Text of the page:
Steven Rosenblum

Steven Rosenblum chats with Nikki Goldstein, executive director of Crown Center for Senior Living. Rosenblum is immediate past president of Crown Center, where he continues to volunteer and serve on the board. Photos: Kristi Foster

BY PATRICIA CORRIGAN, Special to the Light

In his back yard, Steven Rosenblum grows vegetables and herbs. As a founder of the Clayton Community Garden, along with 20 other families he grows more of the same. But perhaps Rosenblum’s most formidable nurturing skills are on display when he tends relationships. 

By day, Rosenblum assists individuals who want to help secure the future of the world-class St. Louis Zoo, where Rosenblum has headed the Planned Gifts program since 2005. He serves on the board at Brith Sholom Kneseth Israel Congregation, where he helped initiate a concerted fund-raising program and is co-chair of the “Create a Jewish Legacy” program.

And for more than a decade, Rosenblum has served on the board at Crown Center for Senior Living. “Steven is the ultimate matchmaker,” said Nikki Goldstein, executive director at Crown Center. “He knows so many people and has so many networks—Steve just excels at developing relationships between people and causes, excels at both fund raising and ‘friend raising.’ He has devoted himself to encouraging others to volunteer in support of our cause.”

Before taking the job at the Zoo, Rosenblum, a native St. Louisan, worked as director of planned gifts at Washington University, where he earned his law degree in 1992. Prior to that job, Rosenblum worked as director of development for the College of Arts and Sciences at the University of Missouri-St. Louis, and before that, he was manager of corporate and foundation support for the St. Louis Symphony.


Rosenblum readily acknowledges his professional strengths. “I love to help people figure out how to help,” Rosenblum said. “I love connecting people, finding an organization with a need and then finding somebody I know who would have a passion for that organization.”

He continued, “Particularly with planned giving, I’m not just trying to get a $100 donation. A lot of times, individuals are preparing to make their largest gift ever, a gift that will live on long after them—and that takes timing and a lot of planning.”

Rosenblum’s first experience with raising funds came as he was finishing law school. “My last semester, I lived in Washington, D.C., where I worked for a political consulting firm doing fund-raising work for Senator Jay Rockefeller,” said Rosenblum. “That’s when I got the bug.”

Rosenblum’s history with Crown Center actually began long ago, when his mother, the late Myla Rosenblum, served as the president of the board in the 1980s at the complex, which then was known as the Delcrest. “When a friend first asked me to join the board at Crown, I didn’t realize at first that she was talking about the old Delcrest,” Rosenblum said. “The center had been through a name change and rebranding in the late 1990s.” 

Once he sorted out the name change, Rosenblum was definitely interested. And just as his mother took Rosenblum to the Delcrest with her, he makes sure his three sons—ages 10, 8 and 5—make time to go to Crown Center to help serve meals, take part in holiday meals or just to visit. “The boys tell people they volunteer at Crown, and I love that,” he said.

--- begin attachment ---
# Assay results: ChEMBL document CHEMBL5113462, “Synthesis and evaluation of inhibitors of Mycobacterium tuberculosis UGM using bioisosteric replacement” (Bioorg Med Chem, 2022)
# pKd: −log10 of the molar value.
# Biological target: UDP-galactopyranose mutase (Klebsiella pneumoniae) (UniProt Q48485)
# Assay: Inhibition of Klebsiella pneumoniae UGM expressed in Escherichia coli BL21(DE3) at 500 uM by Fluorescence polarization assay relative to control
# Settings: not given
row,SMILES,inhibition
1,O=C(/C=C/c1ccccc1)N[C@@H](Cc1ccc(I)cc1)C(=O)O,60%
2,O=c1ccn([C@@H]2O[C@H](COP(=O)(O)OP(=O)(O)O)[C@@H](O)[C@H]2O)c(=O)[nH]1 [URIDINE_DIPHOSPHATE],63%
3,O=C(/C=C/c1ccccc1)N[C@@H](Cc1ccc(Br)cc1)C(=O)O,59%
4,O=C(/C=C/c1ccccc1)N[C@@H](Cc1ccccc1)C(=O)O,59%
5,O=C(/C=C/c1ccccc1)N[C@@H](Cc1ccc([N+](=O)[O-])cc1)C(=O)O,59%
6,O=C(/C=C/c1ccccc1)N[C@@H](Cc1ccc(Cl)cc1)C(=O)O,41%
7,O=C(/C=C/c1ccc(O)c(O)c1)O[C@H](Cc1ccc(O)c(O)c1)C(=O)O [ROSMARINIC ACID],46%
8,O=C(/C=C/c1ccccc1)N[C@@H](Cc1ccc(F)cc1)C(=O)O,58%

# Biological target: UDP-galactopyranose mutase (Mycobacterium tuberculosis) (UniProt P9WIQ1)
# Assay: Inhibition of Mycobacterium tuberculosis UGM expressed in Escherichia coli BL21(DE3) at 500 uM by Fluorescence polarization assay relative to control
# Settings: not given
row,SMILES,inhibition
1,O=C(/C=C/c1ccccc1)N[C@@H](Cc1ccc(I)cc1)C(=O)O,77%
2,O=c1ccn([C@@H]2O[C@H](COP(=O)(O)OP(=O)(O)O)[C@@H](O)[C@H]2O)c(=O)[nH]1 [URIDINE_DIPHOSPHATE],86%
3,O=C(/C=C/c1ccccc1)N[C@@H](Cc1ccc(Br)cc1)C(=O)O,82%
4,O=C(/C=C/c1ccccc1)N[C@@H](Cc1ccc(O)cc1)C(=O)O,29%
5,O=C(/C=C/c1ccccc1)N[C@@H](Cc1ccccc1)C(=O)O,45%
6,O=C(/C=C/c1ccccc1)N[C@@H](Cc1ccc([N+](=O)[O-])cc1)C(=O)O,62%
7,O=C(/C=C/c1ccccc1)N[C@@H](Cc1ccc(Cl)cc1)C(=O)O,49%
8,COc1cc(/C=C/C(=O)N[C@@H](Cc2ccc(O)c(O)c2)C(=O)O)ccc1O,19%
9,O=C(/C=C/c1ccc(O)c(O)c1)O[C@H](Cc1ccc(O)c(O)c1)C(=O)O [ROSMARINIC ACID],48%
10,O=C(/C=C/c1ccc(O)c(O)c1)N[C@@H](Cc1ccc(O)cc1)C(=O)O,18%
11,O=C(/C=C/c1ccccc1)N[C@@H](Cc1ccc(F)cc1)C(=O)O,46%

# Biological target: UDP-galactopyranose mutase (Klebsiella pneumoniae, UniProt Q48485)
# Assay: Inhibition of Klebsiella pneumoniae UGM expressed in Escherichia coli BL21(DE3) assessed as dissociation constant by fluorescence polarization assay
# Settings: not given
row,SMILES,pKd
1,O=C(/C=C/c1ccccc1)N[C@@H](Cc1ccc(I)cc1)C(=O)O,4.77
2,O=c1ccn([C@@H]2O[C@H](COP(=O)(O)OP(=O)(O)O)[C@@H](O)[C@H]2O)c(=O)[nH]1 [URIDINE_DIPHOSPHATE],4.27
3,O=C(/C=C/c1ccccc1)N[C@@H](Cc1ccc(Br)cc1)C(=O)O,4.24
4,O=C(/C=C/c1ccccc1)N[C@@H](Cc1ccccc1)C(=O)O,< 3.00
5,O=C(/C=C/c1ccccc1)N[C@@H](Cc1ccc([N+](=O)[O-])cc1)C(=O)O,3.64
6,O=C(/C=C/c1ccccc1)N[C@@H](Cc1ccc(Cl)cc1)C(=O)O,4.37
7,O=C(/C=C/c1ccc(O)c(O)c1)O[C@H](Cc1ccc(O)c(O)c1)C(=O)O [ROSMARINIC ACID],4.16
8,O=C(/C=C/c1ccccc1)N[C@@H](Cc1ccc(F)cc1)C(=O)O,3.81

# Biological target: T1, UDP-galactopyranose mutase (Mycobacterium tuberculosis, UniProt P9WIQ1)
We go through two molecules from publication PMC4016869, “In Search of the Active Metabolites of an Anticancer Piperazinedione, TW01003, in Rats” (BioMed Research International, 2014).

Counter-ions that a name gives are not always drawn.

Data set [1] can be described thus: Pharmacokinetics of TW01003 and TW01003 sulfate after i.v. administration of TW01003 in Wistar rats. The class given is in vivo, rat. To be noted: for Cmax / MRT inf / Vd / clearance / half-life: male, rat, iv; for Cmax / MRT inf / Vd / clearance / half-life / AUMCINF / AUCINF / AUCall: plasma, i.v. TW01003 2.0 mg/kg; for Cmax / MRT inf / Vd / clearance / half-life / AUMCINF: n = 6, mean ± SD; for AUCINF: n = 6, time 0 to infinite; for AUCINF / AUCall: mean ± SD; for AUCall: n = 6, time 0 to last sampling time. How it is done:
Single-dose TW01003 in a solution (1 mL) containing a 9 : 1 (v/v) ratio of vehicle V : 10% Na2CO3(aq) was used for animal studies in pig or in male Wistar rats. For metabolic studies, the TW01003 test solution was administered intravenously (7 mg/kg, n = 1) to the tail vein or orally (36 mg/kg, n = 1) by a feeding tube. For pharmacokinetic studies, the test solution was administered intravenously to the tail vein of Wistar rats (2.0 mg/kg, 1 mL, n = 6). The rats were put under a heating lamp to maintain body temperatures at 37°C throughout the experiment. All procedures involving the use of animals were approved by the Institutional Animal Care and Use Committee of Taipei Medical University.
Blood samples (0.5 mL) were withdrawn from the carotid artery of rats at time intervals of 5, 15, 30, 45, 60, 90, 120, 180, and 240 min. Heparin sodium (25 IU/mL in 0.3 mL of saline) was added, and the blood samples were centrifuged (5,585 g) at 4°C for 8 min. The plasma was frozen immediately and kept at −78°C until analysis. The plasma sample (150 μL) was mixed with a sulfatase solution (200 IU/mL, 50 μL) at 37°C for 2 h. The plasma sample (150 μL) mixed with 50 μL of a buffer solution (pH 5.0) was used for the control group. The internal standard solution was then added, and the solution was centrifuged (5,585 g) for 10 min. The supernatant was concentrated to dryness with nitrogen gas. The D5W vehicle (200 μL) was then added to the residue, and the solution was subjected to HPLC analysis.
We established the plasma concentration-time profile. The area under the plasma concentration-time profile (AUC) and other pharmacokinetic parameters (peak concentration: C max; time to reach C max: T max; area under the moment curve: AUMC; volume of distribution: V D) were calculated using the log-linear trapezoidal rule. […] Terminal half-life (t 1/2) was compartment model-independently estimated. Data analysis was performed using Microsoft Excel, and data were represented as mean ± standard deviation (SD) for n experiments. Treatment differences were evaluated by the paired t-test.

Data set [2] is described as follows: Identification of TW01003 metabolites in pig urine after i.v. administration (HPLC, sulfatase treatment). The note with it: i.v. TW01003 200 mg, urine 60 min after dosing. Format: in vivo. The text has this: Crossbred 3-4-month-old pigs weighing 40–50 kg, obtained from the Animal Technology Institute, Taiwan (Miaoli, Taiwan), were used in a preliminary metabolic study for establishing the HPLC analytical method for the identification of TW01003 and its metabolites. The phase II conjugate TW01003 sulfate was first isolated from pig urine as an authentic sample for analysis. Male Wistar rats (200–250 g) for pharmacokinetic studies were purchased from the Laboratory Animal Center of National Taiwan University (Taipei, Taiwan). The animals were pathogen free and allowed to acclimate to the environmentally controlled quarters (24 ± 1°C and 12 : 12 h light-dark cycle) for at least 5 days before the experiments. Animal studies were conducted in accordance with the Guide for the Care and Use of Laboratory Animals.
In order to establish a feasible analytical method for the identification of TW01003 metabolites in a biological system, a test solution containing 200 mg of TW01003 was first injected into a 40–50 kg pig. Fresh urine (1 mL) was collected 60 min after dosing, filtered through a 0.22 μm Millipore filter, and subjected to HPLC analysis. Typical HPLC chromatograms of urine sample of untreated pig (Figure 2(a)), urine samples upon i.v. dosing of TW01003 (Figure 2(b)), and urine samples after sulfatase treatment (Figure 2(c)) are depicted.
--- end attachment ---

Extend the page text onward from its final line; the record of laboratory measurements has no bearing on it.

Today, Rosenblum is immediate past president at Crown Center. When he first joined the board in 2004, no one had done any outside fund raising or initiated any  big campaigns. “Right away, we started the Friends of Crown Center. Now Crown is raising $70,000 a year though that campaign. We also moved to get major gifts for specific projects from corporations and foundations,” said Rosenblum. “And we started a Legacy Society so people could leave money to Crown in their wills.”

What is the secret to successful fund raising?

“The best way to get anyone to really understand is to bring them to the place, whether it’s the Zoo, Crown Center or Hanley House,” Rosenblum said. The latter is an historic home said to be the oldest house in Clayton, which is now supported through the Clayton Century Foundation, another of Rosenblum’s projects.  

“I bring people to Crown Center so they can see what’s there, see how active the seniors are, see how the programming works,” Rosenblum said. “When they see someone sending an email to a grandchild from the computer center, or watch the bell choir practicing or observe people watching a movie and relaxing, it’s easy to sell the idea of giving.”

At BSKI, Rosenblum talks up the Jewish Legacy program, which attracted 200 donors last year. “When you set up a meaningful gift for after you’re gone, that gift leaves your legacy, your stamp, on a place that was important to you in life,” Rosenblum said. He noted that it’s not hard getting people to visit the Zoo.

And in spite of the struggling economy, people still want to give, Rosenblum said. “The Clayton Century Foundation has raised two million dollars from corporations to help the city of Clayton with public art, to preserve history, to sustain parks and to pay for extra stuff that the city can never find time to budget for,” he said. “There really are lots of folks who are very generous, who still want to give, folks who want to make a difference.”

As his children get older and he has more free time, Rosenblum suspects he will be drawn back to politics. “I may start in local politics, but eventually I would like to get involved on the national level,” he said. “I’ve always envisioned helping out in a bigger way—but that’s for later, not now.”

Asked why he would wait, the busy “master gardener” laughed and added, “My wife says right now I cannot say ‘yes’ to anyone else.” 

Steven Rosenblum

AGE:  45

FAMILY:   Married to Andrea, a mortgage broker;  three sons

HOME:  Clayton

OCCUPATION:  Director of Planned Gifts at the St. Louis Zoo

FAVORITE PASTIMES: Gardening, raising chickens, reading